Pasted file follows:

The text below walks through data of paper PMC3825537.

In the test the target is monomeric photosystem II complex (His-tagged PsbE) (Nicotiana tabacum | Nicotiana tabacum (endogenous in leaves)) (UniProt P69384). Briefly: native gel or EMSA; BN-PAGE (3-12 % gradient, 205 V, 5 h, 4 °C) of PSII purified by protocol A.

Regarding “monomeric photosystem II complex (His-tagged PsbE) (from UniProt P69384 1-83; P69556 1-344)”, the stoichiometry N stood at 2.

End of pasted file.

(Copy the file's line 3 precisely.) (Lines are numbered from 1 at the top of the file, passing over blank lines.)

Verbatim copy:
Regarding “monomeric photosystem II complex (His-tagged PsbE) (from UniProt P69384 1-83; P69556 1-344)”, the stoichiometry N stood at 2.